Briefly, SLIT allergy drops treatment is an off-label use of primarily FDA-approved antigens. This means that FDA regulations and safety standards are in effect for these antigens, but the antigens were originally approved for a different purpose (in this case, allergen skin testing and for environmental allergens, allergy shots).

Off-label treatments and procedures are completely legal and are prominent in good quality healthcare. In fact, without a physician’s ability to use his or her expertise and knowledge in a particular area to troubleshoot an issue for a patient and use or do something “off-label” that might help, many patients would unnecessarily have worse outcomes since no FDA-approved treatment can be standardized, studied, and subsequently approved for each appropriate disease in each appropriate age group or scenario. It often goes unrecognized that many pediatric treatments are actually off-label use of FDA-approved medications, for example. And that sometimes, off-label treatments are even safer and/or more effective than available FDA-approved treatments, or are listed as the “standard of care.” There has been a lot of confusion injected around the terms “FDA-approval” and “off-label use” leading to extremely inappropriate and dangerous interference by insurance companies and business administrators who incorrectly classify off-label usage as unsafe or ineffective and then deny patients coverage of important beneficial treatments recommended by their physicians based on this unfounded claim. Therefore, it is crucial that you as a patient understand the true meanings of these terms in order to best assess your own health care decisions and treatment options and in order to make your health care decisions in collaboration with your trusted physician.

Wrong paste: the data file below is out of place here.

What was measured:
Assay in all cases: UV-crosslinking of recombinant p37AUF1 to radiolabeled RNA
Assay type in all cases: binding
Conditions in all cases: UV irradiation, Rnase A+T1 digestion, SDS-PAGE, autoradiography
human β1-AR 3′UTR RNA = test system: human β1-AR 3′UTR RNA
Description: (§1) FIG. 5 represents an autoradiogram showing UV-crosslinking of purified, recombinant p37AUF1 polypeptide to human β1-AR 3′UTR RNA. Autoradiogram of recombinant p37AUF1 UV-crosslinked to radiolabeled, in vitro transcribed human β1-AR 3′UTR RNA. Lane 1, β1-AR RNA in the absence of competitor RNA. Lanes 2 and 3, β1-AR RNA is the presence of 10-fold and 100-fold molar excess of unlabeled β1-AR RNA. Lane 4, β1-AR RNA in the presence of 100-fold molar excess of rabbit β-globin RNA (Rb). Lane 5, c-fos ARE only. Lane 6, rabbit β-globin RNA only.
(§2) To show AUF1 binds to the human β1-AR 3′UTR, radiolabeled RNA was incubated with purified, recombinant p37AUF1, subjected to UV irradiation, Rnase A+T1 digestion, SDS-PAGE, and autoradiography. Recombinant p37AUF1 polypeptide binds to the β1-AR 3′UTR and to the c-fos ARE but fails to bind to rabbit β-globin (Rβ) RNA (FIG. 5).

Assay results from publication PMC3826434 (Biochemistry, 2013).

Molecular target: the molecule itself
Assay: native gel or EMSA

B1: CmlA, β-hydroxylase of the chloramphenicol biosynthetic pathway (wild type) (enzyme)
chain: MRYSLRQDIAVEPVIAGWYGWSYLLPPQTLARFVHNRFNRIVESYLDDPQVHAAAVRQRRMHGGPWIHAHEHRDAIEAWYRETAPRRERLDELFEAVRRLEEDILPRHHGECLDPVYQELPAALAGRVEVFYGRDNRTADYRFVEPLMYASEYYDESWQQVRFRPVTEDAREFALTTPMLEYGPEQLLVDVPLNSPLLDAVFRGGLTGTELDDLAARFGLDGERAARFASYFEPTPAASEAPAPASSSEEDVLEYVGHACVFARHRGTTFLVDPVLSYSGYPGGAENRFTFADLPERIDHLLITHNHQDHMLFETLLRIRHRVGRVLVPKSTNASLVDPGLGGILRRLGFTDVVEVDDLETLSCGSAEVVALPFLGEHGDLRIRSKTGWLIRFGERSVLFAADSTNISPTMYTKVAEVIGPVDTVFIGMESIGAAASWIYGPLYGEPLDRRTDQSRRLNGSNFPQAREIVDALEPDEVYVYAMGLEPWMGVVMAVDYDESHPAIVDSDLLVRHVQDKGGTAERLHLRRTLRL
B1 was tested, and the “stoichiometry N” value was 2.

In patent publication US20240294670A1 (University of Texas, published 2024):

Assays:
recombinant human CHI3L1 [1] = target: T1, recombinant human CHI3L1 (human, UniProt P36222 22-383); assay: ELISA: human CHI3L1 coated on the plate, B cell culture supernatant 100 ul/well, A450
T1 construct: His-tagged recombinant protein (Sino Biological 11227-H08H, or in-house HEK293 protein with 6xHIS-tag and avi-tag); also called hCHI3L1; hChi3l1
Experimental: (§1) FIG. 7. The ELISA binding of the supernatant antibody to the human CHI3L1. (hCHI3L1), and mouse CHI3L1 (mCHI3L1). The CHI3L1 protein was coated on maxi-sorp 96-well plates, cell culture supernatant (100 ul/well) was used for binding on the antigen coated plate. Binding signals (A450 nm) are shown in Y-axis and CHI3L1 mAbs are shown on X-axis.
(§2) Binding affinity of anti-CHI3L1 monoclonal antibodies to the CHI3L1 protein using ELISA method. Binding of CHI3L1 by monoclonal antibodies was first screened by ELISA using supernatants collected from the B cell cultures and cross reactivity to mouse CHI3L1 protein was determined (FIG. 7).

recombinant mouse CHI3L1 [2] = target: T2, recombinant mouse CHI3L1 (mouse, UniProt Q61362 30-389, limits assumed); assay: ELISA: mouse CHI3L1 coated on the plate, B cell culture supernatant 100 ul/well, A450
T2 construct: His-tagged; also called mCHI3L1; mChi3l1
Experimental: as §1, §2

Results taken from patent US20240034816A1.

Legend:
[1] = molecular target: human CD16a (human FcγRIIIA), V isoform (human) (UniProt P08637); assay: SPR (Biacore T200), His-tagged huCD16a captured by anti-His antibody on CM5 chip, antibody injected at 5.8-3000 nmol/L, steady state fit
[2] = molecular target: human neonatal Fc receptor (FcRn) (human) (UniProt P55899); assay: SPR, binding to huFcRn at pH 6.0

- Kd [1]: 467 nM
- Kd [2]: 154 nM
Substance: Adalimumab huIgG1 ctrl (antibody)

The route of using the sublingual area of the mouth for allergen immunotherapy has also been approved by the FDA. There are now a growing number of FDA-approved single environmental-allergen SLIT tablets available. While these work well for some patients, especially those with mild-moderate seasonal allergies to only that one type of major allergen, many people find these tablets to be too strong for them and can experience short-term side effects or even long-term adverse effects stemming from too much allergen exposure in the GI tract. Additionally, these tablets only treat one type of allergen at a time, are currently only available for a few major environmental allergens, are expensive, do not treat food allergens, and are not suitable for young children. This leaves everyone with multiple significant allergies, young children, and/or food allergies still without a fully “FDA-approved” sublingual immunotherapy option and well-served by off-label sublingual use of FDA-regulated antigens.